The most important thing is that the Syrian people are not convinced of the usefulness of participating in any elections. Syrians’ collective memory has been entrenched that participation in the elections is useless in light of dozens of electoral experiences that have taken place since the Baath Party seized power in Syria, and this is confirmed by the opinion poll conducted by the Syrian Association for Citizen’s Dignity (SACD) about the elections. As 53.5% of respondents reported that they voted in the past, before displacement, because they were “forced to do so,” only 4.8% voted with complete conviction, and 84.4% of all respondents said they believed that all elections held by the regime before 2011 were “fabricated”. In addition, only 1.8% of the respondents expressed the possibility of forming a Syrian government under the current circumstances that would be able to hold elections. On the other hand, 42.4% believed that a future Syrian government cannot be trusted to conduct elections except after a “political solution” and 41.4% that it can only be after a complete “political transition”. This is a very important indicator of the possibility of the Syrians participating in the elections, because even after a political solution and the conditions for a safe environment are achieved, the Syrians will need to change the political culture and change the damage that affected the notion of elections under more than 50 years of Assad’s rule in Syria.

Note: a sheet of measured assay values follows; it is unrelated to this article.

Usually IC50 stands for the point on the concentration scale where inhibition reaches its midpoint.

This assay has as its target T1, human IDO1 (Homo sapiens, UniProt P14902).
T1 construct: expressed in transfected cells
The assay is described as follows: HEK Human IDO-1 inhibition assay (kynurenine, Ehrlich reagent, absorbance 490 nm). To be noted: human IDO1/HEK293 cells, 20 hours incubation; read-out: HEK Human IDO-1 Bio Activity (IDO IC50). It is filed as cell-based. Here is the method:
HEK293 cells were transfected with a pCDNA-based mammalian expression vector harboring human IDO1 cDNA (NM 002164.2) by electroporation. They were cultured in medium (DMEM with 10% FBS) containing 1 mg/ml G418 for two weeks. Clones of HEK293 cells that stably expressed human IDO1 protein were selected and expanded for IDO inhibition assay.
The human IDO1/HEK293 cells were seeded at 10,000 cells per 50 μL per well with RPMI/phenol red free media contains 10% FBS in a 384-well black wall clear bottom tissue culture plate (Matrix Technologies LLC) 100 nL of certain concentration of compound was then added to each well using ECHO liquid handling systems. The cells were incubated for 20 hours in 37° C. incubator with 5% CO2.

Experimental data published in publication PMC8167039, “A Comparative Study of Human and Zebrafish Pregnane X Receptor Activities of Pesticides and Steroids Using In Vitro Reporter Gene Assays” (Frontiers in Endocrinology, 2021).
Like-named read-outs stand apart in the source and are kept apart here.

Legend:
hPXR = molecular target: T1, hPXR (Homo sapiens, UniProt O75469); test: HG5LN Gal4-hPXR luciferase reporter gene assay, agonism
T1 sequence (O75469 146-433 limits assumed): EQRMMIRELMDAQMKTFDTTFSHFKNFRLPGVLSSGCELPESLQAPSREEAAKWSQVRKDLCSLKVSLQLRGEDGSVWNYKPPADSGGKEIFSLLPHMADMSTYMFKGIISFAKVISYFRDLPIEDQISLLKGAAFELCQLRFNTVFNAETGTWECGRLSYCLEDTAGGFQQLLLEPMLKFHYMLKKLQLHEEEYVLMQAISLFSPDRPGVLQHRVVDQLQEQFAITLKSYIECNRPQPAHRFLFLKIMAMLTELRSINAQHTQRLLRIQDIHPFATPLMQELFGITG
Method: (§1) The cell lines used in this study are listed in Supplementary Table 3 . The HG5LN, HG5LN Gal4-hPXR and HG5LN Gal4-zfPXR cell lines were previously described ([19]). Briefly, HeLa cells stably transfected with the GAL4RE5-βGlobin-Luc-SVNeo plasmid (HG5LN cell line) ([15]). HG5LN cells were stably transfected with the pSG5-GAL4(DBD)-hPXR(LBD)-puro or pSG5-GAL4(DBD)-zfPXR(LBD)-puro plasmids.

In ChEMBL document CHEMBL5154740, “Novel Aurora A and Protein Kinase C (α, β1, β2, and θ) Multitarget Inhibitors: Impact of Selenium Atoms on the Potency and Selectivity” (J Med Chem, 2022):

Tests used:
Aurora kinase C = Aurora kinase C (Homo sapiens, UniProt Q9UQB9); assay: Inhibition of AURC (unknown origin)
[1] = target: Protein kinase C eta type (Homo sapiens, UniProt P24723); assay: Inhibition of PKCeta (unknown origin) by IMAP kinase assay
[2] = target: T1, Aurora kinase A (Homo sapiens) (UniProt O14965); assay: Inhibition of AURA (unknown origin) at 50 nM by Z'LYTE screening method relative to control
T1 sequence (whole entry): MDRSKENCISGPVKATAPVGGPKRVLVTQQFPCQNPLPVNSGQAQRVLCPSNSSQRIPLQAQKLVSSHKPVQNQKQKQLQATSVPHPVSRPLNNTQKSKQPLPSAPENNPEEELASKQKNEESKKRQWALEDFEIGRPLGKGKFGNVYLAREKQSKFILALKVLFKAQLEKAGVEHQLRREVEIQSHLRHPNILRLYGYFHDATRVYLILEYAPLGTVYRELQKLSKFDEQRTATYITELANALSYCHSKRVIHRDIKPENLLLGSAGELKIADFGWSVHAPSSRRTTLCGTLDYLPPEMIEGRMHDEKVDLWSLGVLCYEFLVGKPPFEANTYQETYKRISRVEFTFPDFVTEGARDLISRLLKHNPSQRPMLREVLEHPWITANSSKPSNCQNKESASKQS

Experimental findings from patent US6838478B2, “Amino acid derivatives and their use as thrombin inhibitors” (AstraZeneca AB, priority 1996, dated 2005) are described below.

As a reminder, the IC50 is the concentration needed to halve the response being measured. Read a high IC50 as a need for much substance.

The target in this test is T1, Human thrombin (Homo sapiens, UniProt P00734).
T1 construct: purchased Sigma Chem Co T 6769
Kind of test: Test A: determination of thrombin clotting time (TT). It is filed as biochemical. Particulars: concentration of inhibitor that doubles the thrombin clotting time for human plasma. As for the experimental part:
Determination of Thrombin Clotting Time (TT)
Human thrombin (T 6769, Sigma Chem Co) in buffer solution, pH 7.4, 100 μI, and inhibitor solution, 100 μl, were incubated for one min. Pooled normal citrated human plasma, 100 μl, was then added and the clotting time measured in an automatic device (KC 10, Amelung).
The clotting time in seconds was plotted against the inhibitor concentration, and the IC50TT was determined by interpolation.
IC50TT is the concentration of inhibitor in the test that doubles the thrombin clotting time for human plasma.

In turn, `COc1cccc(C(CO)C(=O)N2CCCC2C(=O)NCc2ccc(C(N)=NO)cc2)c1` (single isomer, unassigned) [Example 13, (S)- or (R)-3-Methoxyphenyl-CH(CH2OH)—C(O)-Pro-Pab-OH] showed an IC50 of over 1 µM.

Conducting any elections without political awareness campaigns and spreading the culture of the right to vote and the necessity to participate, would be pointless for people with a preconceived notion that the elections are useless, unreal and fake.